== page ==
New £2.9m research centre for adult literacy and numeracy

The government is investing £2.9m in a new research centre that will focus on improving adult literacy and numeracy.

Skills Minister Matthew Hancock announced the launch of the Behavioural Insights Research Centre for Maths and English during a Business, Innovation and Skills Select Committee hearing on adult numeracy and literacy this morning (Tuesday).

It will receive a three year start-up grant of £2.9 million from the Department for Business, Innovation and Skills (BIS).

Speaking after the hearing, Mr Hancock said: “This new centre will team world leading academic researchers with our best and brightest policy makers to give scientific insights into how adults best gain skills in English and maths and the ways in which government can apply these methods to benefit the highest possible number of people to help them reach their potential.”

The centre will be tasked with finding out the most effective ways of motivating people to improve their English and maths skills.

Joy Mercer, director of policy at the Association of Colleges (AoC), said: “AoC is very encouraged by BIS’s commitment to investment in research that will demonstrate why people engage in improving their skills in literacy and numeracy.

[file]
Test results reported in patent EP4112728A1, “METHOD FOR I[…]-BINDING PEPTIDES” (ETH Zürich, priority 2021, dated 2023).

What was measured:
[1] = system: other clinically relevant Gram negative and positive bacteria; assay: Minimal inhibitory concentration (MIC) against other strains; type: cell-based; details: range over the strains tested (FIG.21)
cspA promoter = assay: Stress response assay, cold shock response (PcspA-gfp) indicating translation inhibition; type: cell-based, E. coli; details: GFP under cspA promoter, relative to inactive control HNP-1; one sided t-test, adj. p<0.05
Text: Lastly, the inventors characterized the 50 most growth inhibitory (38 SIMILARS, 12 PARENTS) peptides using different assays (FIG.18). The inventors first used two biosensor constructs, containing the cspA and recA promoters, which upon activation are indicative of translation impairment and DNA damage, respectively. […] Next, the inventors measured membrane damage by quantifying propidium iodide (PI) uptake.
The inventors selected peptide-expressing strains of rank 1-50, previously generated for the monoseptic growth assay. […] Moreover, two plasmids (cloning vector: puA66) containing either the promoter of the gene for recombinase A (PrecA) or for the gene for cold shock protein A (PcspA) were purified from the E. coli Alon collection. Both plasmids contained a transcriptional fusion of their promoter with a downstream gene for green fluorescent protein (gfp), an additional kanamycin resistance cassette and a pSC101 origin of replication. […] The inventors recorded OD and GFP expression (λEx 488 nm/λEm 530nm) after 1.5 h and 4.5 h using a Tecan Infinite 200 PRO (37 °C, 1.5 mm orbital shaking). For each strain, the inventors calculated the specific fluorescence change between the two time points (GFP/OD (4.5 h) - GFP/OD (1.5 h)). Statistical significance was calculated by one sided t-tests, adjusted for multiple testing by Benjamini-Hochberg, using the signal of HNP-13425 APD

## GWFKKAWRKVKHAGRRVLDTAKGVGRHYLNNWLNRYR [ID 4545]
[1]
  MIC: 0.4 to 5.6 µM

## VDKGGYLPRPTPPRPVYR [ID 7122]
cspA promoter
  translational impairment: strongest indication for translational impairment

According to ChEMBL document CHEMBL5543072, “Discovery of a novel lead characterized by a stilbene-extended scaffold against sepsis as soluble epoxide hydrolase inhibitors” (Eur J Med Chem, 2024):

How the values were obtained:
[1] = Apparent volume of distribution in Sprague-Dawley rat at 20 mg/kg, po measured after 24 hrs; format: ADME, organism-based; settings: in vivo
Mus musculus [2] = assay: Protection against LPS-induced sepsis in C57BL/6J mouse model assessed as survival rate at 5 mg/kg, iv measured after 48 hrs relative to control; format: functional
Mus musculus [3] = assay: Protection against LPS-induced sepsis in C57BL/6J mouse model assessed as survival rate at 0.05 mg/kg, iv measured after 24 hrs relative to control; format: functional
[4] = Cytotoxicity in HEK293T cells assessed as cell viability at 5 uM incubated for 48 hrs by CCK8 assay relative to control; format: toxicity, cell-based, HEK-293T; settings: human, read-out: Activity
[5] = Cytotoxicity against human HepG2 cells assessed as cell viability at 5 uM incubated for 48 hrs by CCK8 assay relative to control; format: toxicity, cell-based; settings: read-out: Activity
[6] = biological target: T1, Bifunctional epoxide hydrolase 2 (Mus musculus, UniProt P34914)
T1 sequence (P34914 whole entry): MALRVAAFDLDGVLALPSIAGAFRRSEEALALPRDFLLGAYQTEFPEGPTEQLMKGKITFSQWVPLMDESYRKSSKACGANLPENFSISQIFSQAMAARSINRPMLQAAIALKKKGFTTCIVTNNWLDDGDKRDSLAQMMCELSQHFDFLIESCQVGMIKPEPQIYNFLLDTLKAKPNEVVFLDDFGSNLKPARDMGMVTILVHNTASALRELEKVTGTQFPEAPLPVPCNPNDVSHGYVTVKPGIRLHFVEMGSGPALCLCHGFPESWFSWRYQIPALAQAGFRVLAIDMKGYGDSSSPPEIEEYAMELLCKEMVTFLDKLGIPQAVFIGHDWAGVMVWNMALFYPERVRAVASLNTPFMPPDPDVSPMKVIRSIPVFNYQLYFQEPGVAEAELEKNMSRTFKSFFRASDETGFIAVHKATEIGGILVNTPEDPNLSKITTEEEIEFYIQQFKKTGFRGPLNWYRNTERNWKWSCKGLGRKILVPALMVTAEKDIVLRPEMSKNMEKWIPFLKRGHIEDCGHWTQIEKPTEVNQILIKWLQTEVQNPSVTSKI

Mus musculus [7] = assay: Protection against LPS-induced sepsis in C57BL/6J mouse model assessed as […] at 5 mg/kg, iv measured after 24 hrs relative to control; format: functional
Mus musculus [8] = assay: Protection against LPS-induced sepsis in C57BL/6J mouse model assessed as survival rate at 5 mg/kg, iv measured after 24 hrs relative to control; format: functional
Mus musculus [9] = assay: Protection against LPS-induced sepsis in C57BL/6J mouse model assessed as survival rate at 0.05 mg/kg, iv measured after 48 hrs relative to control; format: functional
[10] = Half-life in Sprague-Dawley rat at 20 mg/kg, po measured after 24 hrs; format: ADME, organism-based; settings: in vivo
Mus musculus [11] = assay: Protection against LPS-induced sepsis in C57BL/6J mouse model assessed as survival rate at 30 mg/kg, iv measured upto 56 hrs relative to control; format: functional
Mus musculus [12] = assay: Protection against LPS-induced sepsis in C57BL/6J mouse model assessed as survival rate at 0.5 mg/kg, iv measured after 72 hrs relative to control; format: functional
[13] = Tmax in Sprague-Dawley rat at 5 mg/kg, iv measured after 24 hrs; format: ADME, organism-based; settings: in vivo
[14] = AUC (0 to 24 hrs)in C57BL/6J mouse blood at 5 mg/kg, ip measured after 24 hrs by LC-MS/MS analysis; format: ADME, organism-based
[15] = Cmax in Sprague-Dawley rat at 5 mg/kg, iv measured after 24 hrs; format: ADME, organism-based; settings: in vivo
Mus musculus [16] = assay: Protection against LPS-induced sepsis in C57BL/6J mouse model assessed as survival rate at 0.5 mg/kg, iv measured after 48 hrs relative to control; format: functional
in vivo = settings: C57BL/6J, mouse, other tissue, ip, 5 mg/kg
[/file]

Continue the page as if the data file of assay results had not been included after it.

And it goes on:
“We would be very pleased to see how the evidence this produces can influence policy to develop sustained improvements in national literacy and numeracy.

“It will also help colleges to target those most in need, particularly those who are unemployed.”

Andy Ganon, director of policy and research for the 157 Group, said: “This announcement recognises that the reasons why people of all ages engage in learning are complex.

“Understanding motivation and behavioural barriers will enable all of us to better serve learners.”

David Hughes, chief executive of National Institute of Adult Continuing Education, said: “I am looking forward to working with the new centre, to build on the work NIACE and others have done to move our thinking forward.

“Our recent inquiry into family learning showed great examples of nudging people back into learning. It will be great to understand how other solutions might be used to tap into the motivation of adults.”

Joe Vinson, NUS vice president (further education), said: “This is something that we would welcome particularly because it recognises that not everybody learns in the same way.

“It’s a positive move for students who are, at the moment, being failed by the current education system.”

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  1. After being around the sector a long time the best use of public money to improve literacy and numeracy would be to provide a free full online diagnostic tool and support materials (along with good practice case studies of how to use them) so that colleges and providers don’t have to waste their funds on a wide variety of commercial products which often have ‘gaps’. It was the one thing the Basic Skills Agency could have done to improve the system but didn’t. Just like impartial central advice and guidance, this really is a must.